A different kind of activism

RALEIGH —— Walking the halls of the North Carolina General Assembly on Tuesday were a group of college students, and their dance-cards were full. The students, part of Generation Opportunity, a policy advocacy group that focuses on issues relevant to 18-34 year-olds, met with a dozen legislators over the course of the day to introduce themselves and inquire where the lawmakers stood on certain policy issues.

“We focus on educating and activating 18-34 year-olds, specifically on issues that affect their lives and their inability to get a job,” said Anna Beavon Gravely, state director of Generation Opportunity. “We met with a range of Republicans and Democrats, pretty evenly split down the middle, just because we are getting to know them.”

“The best way to get to start a relationship is face to
face and let them know where we stand and what issues we’re passionate
about,” Gravely said.

Their passion on Tuesday? “We wanted to find out what their stance is on free speech, and softly get them ‘on the record’, so to speak, without being abrasive or really pushy,” explained Gravely.

Just hours before Generation Opportunity’s tour de force, 54 arrests were made at the General Assembly during a mass sit-in protest to the controversial House Bill 2, with hundreds chanting “You have blood on your hands,” refusing to leave the building, after shouting down legislators when they attempted to adjourn the opening session of 2016.

“We love a good protest. We’re always going to advocate for the ability to do that,” Gravely said of the previous night’s events.

“What we provide is an outlet for college students, for young professionals to really channel their passion and direct it toward those that can affect change in a way that’s productive,” said Gravely of Generation Opportunity’s advocacy style. “We don’t just talk about occupational licensing reform, or reducing craft beer regulations, just to talk about the issue. We talk about the issues because it affects people’s lives.”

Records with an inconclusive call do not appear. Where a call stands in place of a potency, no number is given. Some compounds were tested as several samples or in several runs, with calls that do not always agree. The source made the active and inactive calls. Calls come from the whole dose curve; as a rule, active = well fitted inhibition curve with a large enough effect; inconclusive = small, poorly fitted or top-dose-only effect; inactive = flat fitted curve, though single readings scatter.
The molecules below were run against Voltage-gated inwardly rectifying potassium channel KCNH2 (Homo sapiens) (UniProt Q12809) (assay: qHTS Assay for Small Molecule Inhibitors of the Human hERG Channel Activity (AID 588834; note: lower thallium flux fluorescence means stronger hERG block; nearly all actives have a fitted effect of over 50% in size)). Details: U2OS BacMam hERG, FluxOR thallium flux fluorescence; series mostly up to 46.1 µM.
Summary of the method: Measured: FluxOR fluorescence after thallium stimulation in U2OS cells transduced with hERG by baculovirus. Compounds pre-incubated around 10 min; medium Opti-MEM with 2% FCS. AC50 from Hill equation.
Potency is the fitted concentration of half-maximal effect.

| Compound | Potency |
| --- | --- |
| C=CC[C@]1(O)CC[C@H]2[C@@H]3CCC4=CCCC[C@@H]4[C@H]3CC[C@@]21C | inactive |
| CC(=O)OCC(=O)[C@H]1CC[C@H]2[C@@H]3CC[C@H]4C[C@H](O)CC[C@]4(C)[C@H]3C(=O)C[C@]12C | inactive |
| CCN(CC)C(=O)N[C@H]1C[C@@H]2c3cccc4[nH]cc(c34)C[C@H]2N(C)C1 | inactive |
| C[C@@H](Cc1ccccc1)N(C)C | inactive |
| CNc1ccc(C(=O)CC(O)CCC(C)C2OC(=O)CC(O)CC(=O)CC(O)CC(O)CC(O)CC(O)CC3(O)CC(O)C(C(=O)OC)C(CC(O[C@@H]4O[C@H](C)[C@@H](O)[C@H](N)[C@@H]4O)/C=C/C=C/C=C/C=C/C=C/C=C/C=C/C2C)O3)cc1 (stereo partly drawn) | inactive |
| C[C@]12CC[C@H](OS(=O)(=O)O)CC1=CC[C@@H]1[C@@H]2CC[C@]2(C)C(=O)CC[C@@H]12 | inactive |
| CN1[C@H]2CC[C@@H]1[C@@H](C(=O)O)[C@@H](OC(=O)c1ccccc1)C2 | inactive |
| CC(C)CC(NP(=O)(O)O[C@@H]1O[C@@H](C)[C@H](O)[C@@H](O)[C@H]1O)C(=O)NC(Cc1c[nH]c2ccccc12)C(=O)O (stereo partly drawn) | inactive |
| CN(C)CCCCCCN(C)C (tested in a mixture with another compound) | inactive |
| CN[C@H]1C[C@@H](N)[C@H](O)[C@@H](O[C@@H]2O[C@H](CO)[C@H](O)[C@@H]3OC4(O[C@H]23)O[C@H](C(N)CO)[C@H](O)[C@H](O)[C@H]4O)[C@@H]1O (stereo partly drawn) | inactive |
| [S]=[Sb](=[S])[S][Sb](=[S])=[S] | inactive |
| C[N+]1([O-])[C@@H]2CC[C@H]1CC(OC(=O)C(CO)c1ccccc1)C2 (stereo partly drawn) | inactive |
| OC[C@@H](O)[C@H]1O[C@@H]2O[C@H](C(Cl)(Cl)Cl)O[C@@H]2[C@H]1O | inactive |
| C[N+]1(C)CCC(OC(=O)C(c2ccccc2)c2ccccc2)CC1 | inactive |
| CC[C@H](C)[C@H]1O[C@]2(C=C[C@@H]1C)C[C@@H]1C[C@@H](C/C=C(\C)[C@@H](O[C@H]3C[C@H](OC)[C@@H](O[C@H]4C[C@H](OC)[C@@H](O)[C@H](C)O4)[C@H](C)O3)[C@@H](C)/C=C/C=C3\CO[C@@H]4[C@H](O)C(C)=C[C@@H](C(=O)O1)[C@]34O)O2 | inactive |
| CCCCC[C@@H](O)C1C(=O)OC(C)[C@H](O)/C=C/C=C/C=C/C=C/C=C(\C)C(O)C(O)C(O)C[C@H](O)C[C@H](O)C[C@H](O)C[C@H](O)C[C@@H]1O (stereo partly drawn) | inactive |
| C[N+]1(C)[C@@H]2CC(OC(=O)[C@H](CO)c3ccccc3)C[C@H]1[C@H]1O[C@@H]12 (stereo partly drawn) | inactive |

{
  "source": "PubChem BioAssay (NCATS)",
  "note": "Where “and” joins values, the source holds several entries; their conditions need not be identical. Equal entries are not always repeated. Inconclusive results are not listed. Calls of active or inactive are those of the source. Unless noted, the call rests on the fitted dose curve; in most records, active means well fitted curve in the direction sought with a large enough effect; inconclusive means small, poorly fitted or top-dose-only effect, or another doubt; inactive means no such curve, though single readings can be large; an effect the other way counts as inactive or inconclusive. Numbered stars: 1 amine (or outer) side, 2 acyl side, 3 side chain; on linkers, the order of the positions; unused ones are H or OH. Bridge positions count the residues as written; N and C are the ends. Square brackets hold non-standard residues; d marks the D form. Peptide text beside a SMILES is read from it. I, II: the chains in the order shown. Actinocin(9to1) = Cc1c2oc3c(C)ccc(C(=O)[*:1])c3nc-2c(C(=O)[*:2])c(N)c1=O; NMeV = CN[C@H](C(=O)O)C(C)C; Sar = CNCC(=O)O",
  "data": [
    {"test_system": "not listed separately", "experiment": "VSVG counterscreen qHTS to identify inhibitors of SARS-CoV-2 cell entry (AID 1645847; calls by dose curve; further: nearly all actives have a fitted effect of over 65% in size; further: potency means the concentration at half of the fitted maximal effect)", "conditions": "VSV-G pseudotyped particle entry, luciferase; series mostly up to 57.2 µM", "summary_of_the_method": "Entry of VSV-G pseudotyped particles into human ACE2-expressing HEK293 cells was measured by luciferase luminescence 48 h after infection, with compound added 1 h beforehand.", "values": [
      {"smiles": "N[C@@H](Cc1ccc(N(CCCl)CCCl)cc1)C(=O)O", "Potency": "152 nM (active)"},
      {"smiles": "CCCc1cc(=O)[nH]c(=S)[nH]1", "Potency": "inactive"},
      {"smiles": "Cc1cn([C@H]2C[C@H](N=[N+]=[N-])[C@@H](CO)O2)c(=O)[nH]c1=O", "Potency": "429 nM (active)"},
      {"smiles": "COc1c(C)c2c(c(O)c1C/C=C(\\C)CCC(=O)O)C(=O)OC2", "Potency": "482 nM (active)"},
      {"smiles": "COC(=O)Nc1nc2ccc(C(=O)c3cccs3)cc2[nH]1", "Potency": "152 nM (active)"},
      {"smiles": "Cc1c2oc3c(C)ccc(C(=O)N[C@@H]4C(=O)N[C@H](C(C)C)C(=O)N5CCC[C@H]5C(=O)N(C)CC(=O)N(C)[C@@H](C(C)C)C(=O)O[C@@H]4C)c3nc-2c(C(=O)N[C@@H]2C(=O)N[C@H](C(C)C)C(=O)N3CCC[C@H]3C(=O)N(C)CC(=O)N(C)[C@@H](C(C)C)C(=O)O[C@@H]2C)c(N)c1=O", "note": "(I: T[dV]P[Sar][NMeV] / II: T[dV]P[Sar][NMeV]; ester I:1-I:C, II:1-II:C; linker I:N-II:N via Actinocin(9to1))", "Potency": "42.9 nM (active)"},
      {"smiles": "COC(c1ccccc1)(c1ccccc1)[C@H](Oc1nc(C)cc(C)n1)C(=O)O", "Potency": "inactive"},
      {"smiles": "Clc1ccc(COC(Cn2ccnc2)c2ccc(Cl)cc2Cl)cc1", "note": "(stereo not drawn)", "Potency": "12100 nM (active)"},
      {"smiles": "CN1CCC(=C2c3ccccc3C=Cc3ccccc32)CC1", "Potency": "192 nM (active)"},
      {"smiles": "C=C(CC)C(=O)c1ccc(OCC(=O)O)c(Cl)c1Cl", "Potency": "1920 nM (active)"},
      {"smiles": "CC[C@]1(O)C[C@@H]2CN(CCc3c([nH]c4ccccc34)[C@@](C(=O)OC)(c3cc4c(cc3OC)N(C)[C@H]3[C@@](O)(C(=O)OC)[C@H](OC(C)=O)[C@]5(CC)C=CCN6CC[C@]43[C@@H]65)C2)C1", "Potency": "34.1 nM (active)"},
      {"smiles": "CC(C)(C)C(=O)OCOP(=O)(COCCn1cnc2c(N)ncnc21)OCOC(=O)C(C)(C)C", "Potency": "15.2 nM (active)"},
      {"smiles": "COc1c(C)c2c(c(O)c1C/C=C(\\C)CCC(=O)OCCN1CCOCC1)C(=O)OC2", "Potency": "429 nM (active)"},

“It was refreshing. They were civil, articulate, respectful, which allowed us to talk in depth and have a real discussion,” said Majority Leader Rep.Mike Hager (R-Rutherford) of his meeting with the students. “We came up with some ideas of how we can work together to accomplish some of their goals and that impressed me.”

As for the issue of free speech, Gravely thinks it represents a bridge between the millennial generation and the political process.

“Right now, for us, free speech is an issue that is resonating quite a bit on college campuses because it’s expediting the understanding of political involvement and the kind of impact it can have,” Gravely said. “Rarely do you have an issue that affects college students on campus that also is up for a vote or is potentially a bill in your state house. That rarely happens, so we want to capitalize on that opportunity to show the impact that a single voice can have.”

Generation Opportunity advocates against recent trends of establishing free speech zones, safe-spaces, and speech codes on college campuses. The students taking part in Tuesday’s meetings were from NC State, Wake Tech, and UNC Charlotte.

“The entire world should be a free speech zone,” Gravely said, adding that limiting spaces for free speech establishes “a culture that is really suppressing and censoring a diversity of ideas.”

Indeed, a lawsuit was filed Tuesday against North Carolina State University and its chancellor, among others, by a student group claiming the university violated its right to free speech when it was asked to stop distributing fliers in the student union. In the suit, Grace Christian Life alleges the university unfairly restricted their engagement with students, despite obtaining permits, while other student groups faced no such restrictions. Grace Christian Life says they were targeted due to the religious nature of their group.

Generation Opportunity counseled each legislator they met with Tuesday that such policies are the opposite of what they think college should be about, and politely asked for their support should a bill arise that offers full protection of speech on college campuses.

Lt. Gov. Dan Forest (R) is reportedly working with leaders of the General Assembly to introduce the Campus Free Expression Act, which would protect speech, assembly, petition and protest rights at campuses across the entire UNC system.

Generation Opportunity members plan to keep engaging with lawmakers on issues important to them as the session continues.

“What makes us different is we do have that action component, coupled with the education, and making our topics relevant to where we are in life,” Gravely said. “We want to create a more prosperous future for our generation, and the best way to do that is to take people who are affected and bring them to legislators in a productive manner.”